At this point the Constellation was the only game in town. The DC-4 was slower and unpressurized, the DC-6 not yet available and the Avro Tudor, the first pressurized British airliner, a failure despite its descent from the Lancaster and Lincoln bombers. Thus, B.O.A.C. had little choice but to order Constellations too, despite a considerable reluctance in some quarters to sanction the purchase of American aircraft, and was given permission to do so (it was a state airline) on 15th April, 1946. Thus, five former C-69s, construction numbers 1975-8 and 1980, were delivered to them at Montreal-Dorval, Canada in May-July 1946. The first of 10 proving flights was made on 16 June, 1946 and the final one on Sunday June 23rd, returning from New York a week later. Scheduled service began on 1st July, although interrupted by the grounding of all Constellations between 11th July and 30th August. The tenth proving flight is of particular interest because it was the subject of two extremely informative articles which appeared in Flight on July 11th and July 18th, 1946 and can be downloaded from the online Flight archive. The early Constellations produced from modified C-69s had a maximum take-off weight of 86,250 lbs, rather lighter than their successors, and a climb performance which no subsequent propliner (as far as I know) equalled, being able to climb straight to 20,000 feet with a full fuel load (edit: it can do so, but the best initial cruising height after take off with a full fuel load is FL180 - see later posts). According to the Flight article a full B.O.A.C, passenger load in 1946 was 42, although the accompanying plan shows 47 seats, and this was the standard for the type 26 (the number denoting the interior accommodation) with 7 crew and 445 cu ft for cargo. This may mean that B.O.A.C. chose to limit the number of passengers to 42, because it was not possible to carry any more with a full fuel load and a crew of 7 and stay within the limit for the maximum take-off weight of 86,250 lbs. The 049 made by the Connie Team can be adapted to these figures. They provide an aircraft.cfg which can easily be modified to 86,250 lbs and I have also altered it to represent a smaller full passenger load and a bigger crew as follows;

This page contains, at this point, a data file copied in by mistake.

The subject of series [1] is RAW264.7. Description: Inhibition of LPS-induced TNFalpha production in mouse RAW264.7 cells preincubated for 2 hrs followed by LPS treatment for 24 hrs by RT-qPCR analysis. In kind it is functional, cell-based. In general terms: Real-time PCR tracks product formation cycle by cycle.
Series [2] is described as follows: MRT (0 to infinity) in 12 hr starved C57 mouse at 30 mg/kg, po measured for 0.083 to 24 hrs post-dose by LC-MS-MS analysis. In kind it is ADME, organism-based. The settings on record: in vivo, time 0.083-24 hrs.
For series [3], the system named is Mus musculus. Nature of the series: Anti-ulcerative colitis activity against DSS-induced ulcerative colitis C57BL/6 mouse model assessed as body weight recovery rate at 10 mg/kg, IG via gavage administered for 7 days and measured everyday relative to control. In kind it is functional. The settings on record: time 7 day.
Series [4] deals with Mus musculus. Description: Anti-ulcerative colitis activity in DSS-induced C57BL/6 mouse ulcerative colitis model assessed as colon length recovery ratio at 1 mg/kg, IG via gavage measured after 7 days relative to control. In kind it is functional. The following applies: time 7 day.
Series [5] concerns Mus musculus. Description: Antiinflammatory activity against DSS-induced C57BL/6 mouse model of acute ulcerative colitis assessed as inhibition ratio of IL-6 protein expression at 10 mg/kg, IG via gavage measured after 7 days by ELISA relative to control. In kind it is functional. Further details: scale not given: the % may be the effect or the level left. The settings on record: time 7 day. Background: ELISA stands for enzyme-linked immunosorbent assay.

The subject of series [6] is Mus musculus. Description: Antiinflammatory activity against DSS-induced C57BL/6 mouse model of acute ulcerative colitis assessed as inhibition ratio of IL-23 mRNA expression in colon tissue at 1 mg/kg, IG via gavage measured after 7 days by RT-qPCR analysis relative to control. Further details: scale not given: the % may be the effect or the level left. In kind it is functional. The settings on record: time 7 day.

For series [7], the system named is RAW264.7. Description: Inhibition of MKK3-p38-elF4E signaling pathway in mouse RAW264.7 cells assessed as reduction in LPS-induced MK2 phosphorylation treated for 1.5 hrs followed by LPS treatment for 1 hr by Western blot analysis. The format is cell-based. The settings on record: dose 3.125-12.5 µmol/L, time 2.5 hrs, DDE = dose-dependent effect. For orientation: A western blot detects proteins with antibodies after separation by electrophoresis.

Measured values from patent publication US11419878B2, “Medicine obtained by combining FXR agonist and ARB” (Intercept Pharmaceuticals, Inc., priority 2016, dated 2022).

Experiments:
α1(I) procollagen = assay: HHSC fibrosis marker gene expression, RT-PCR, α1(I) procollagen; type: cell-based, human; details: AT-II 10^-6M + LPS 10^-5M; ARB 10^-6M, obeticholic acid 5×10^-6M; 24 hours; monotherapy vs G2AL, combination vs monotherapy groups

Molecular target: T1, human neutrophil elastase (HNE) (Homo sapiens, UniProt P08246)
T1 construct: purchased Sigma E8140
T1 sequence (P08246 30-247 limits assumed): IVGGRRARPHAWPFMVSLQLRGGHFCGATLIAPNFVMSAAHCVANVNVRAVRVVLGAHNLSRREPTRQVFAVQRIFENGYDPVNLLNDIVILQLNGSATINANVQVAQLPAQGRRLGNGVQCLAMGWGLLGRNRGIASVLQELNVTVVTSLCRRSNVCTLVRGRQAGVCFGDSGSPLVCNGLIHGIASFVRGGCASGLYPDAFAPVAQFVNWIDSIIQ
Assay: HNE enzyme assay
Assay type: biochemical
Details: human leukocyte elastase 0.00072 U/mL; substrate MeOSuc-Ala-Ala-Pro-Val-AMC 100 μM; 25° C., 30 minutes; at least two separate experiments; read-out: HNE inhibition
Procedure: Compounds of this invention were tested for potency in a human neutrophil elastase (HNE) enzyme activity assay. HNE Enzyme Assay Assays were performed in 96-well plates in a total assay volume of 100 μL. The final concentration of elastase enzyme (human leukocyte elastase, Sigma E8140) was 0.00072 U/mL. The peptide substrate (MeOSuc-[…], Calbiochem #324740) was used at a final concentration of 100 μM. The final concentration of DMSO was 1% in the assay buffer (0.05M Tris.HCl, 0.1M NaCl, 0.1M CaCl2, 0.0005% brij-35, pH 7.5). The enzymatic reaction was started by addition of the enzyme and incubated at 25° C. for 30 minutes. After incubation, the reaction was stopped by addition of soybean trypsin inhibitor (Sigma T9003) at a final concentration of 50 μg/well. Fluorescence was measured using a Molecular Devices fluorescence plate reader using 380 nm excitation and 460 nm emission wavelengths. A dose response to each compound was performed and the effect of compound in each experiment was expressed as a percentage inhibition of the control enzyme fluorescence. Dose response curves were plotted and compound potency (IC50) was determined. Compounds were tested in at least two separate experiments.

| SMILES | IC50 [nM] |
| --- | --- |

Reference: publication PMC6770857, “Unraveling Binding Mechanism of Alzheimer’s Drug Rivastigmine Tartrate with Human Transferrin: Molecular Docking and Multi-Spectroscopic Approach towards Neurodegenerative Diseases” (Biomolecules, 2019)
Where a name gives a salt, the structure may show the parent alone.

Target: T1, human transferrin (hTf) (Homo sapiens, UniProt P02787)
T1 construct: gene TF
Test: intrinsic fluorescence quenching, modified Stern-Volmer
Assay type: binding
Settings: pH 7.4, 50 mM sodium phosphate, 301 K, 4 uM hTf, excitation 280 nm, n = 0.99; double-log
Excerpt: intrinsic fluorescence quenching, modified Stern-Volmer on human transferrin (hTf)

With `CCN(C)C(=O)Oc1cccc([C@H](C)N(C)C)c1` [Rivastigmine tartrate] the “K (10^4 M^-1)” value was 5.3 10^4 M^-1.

//For L049-46 early model (see manual for other subtypes)
station_load.0= "1623.000, -30.000, 0.000, 0.000, Pax-load rear" // from 1804
station_load.1= "1562.000, 22.000, 0.000, 0.000, Pax-load front" // from 1738
station_load.2= "1665.000, -8.000, 0.000, 0.000, Pax-load center" // from 1850
//For L149 with increased weight modifications and 6 tanks configuration
//station_load.0= "2134.000, -30.000, 0.000, 0.000, Pax-load rear"
//station_load.1= "1738.000, 22.000, 0.000, 0.000, Pax-load front"
//station_load.2= "2250.000, -8.000, 0.000, 0.000, Pax-load center"
station_load.3= "1000.000, 0.000, 0.000, 0.000, Cabin crew" //871.000
station_load.4= "0.000, -8.000, 0.000, 0.000, Cargo"
Not all will be interested in B.O.A.C., but there are good repaints of the 049 available for TWA, Pan Am, American Overseas, Air France and KLM, some of them by Frank Gonzalez. That being so, it will not be difficult for those who wish to fly along as this thread develops.
It remains to say that the earliest of these commercial aircraft had the Wright 739-C18BA-1 or 745-C18BA-1 engines, but that in the late summer of 1946 the 745-C18BA-3 engine became available, with two-speed superchargers and direct fuel injection. It was also possible to lean the engines below Auto-Lean. Once fitted with these engines the Constellation became the Lockheed type 049-46 (46 indicating this type of engine), and the B.O.A.C. machines seem to have been converted to the type 049-46-26 as quickly as possible, as were those of other airlines. Having established all this, it will soon be time for the results of proving flights before we attempt to cross the Atlantic properly ourselves...
Construction Number 1980, 'Baltimore', G-AHEN, in the fine repaint of the 1946 livery by Frank Gonzalez.
Construction Number 1976, 'Berwick', G-AHEK, in the later white top livery. Modified by myself using the 049 paint kit from a repaint of the Connie Team 749 Constellation by Tim Scharnhop.
Virtually all the information in this post derives from the second edition of Peter Marson's book on the Constellation, clearly the result of a lifetime's work.